Ramble Ramble: Flock to the Tree Tops
Musician, poet, and bike activist Ben Weaver offers a new poem on fatherhood, art, biking, and being present in the moment for all the above while interrogating the world around us
Fatherhood is an incredibly challenging, awakening, satisfying, alienating, tiring, and joyful endeavor. A friend, and also one of my favorite local “dad” poets, Chris Martin with the help of Coffee House Press hosted a Father’s Day poetry reading this past weekend at Du Nord Craft Spirits. After the event, Chris gave me one of the greatest compliments I’ve ever received. He said, “I appreciate the constant interrogation of the world in your work.”
As the world shifts, we in the younger generation reclaim the tattered planet that has been handed down to us by our parents and grandparents. I believe many paradigms are shifting, including what it means to be a father and, for that matter, a parent.
The “Ramble Ramble” series has been about exploring art on bikes. Both art and bikes are exceptionally broad subjects, and both are also key elements in the paradigm shifts taking place around us. I have appreciated the wide lenses both have afforded me through which to interrogate the world. Now, included in all that, is the art of parenting.
I spend a great deal of time with my kids outside in the woods, and I believe a healthy reclamation of this planet hinges on what and how we teach our children about the land we live on. We often spend more time worrying about the future than we do being present in the moments at hand. I see poetry as a way to discuss and express what it feels like to live with the changes that are happening around us as young parents: to be a part of the action, to make the commitment to remain present while on the roller coaster of emotions that belongs to accepting the realities of the world we have inherited, determined to keep ourselves, our children, and our places alive.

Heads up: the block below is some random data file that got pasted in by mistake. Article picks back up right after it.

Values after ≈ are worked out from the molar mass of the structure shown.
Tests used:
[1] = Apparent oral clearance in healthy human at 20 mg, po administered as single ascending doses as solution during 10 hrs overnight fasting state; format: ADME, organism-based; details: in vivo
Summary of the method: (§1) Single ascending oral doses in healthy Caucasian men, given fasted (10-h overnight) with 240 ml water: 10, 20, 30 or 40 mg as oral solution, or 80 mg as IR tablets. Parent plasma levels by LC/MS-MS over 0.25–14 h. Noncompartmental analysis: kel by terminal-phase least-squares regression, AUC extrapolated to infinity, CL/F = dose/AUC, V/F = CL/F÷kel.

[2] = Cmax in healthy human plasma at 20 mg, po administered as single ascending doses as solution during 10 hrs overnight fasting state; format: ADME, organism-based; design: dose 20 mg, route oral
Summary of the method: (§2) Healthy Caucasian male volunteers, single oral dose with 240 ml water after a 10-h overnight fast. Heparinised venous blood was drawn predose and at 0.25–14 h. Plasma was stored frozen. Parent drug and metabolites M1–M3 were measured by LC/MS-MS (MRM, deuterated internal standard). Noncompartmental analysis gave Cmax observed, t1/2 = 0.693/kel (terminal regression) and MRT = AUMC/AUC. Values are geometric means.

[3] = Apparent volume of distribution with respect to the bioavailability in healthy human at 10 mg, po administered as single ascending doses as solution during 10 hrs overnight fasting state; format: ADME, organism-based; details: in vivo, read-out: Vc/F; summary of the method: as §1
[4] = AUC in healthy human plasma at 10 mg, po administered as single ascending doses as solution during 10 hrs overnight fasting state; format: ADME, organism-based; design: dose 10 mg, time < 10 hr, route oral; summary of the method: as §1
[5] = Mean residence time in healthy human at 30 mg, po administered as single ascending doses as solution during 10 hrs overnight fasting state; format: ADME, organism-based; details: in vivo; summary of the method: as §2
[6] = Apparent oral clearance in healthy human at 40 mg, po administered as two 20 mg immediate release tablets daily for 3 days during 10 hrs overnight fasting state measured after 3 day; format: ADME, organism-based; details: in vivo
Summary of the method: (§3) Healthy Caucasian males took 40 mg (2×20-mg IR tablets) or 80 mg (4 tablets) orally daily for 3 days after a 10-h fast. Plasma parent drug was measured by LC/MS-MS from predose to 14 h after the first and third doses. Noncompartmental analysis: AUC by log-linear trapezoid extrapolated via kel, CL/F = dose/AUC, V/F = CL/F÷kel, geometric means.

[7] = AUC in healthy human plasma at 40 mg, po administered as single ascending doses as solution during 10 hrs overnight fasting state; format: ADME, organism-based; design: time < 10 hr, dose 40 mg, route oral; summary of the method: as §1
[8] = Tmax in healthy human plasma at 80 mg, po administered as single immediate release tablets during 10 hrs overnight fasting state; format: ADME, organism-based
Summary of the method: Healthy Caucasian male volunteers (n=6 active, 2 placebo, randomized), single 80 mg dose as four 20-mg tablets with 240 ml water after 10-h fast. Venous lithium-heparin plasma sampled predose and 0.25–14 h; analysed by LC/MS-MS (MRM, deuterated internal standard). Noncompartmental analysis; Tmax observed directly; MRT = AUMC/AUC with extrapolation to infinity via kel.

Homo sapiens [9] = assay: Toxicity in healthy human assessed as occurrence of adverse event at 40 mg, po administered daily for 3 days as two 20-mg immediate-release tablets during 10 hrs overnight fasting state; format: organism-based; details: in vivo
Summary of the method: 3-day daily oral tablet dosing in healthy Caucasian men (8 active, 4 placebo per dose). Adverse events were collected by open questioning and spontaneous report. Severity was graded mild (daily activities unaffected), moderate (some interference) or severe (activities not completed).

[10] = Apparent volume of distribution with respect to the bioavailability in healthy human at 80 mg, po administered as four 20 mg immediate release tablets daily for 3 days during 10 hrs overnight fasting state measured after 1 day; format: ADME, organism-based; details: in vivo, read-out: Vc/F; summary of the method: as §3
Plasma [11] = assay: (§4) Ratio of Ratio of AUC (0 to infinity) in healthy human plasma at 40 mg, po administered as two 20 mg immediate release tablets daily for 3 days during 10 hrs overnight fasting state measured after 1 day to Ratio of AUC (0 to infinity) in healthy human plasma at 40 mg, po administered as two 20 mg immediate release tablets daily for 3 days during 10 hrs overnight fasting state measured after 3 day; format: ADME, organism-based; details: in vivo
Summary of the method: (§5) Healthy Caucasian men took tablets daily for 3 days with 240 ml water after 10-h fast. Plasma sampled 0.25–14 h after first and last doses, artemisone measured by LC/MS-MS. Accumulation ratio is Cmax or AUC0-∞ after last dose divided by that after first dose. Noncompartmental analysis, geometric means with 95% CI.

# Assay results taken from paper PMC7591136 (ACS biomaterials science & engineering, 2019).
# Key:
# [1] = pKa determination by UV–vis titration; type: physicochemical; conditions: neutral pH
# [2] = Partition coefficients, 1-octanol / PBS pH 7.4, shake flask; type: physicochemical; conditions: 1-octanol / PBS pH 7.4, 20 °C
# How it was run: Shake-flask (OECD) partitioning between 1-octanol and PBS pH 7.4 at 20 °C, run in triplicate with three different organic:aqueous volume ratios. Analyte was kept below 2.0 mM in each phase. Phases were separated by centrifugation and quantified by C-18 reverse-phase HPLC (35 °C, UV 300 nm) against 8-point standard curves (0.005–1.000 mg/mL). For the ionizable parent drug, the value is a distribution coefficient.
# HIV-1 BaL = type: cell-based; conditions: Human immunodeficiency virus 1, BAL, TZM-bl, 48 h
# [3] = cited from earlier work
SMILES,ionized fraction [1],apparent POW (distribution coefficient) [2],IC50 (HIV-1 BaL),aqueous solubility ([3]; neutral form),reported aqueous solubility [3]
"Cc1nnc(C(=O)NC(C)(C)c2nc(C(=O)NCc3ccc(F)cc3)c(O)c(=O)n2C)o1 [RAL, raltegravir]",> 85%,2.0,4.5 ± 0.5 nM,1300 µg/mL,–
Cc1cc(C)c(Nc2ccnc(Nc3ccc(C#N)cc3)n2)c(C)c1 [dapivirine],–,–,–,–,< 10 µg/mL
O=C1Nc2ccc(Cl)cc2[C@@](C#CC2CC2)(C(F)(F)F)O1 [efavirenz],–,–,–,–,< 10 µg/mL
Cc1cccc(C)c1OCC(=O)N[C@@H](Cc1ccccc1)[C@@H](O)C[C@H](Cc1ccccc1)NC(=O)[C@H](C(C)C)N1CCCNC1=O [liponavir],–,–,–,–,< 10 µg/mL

Hawk Eyed Nephew clutched at the branch tops displaced aquifers roaring beneath him early warnings careened through the garden there was the river mouth and her dress with an asymmetrical hem, fanning the flames of discontent Lemons and limes, nickels and dimes Part gift, part burden, that’s what his father had always said a cave full of sparrows two-penny coffee and clemency Some days you’ll laugh some days you’ll cry, all that water chest high like horsebacks There are two kinds of stories in the world, either a stranger comes to town or someone goes on a journey It doesn’t matter where you sleep behind hay bales, in stables on the hood of a car, aperiodic, up early, with the blues in a sycamore They say he was a devout itinerant, an aesthetic rambler a rock whose colors shown best in the rain, but I never knew my dad One smoldering night a week or so before the warblers got up this far north Sister Chestnut wrapped some raspberries in a torn piece of screen, I saw her through the burdock burying them beneath the porch so we wouldn't lose the seeds she was always leaving things behind the way shells appear on the sand when the tide goes out Her father said, It’s not lonely in these book it’s lonely out in that world, particularly when you note the discrepancies Great Grandma never trusted the establishment fish hooks in driftwood, she scattered sunlight throughout the ferns walked the nine miles into town and back reheated leftover coffee in the afternoons I quit believing in the establishment before I was even aware of it, went like a refrigerator dumped in the river kindly out waiting with the stars His dad used to say the insurance bureau was the first breach of community and, it’s a long way down to your boots, the risks are what will stabilize you In those days, if your barn burned down, the neighbors would come together and help you build a new one Hawk Eyed Nephew taught me to move pollen around, he’d say, it just doesn’t feel right walking these hills without something on my back I learned to accept the unwished-for gifts like mulberries crushed into the sidewalk or pieces of her hair on the shower door, tearing at the petals just to see, and then, there was this business of fathers, like a lake soaking up the sky handing down rainwater one river at a time, I never knew I could absorb so many daggers,never imagined I might mend such light wings with these thick paws But here I am telling countless bedtime stories about Red Fox and Blue Deer teaching them to build fires, cook food, fix bikes, read the stars and distrust authority, with my protector spirit, cawing alongside in the dark I sing them to sleep, lulling the degrees of impermanence night after night, “Nobody here will ever find me, I’ll always be around just like the songs I leave behind me,” I see Sister Chestnut in the soup line waiting with the leaf cutter bees following Hawk Eyed Nephew’s footprints along the bluffs, I still look to them for answers, but the truth is, I invented both of them, I made the whole thing up, because my father was a boatmen lost in thought and I needed vitality, mud on mud, pine and prairie, I chipped out my own map in order to survive this landscape, Now, clutching the branch tops bent over into the grade, and rushing at the banks shirtless, I need to know one last thing What am I supposed to tell my children, what about the loose ash and butterflies, what about the discrepancies, about this grape, that we’ve dropped in the sand? As the bees move out of the clover and the wind becomes a knife in the orchard I look down into the one canyon that never erodes, my heart, all bound up in fly catcher tails and a million miles, Like all the fields at once — understand, I am a part of nature not a member of society This land is our only source of survival and these kids, they are like everything wild, the same principles apply, To protect, we must nurture.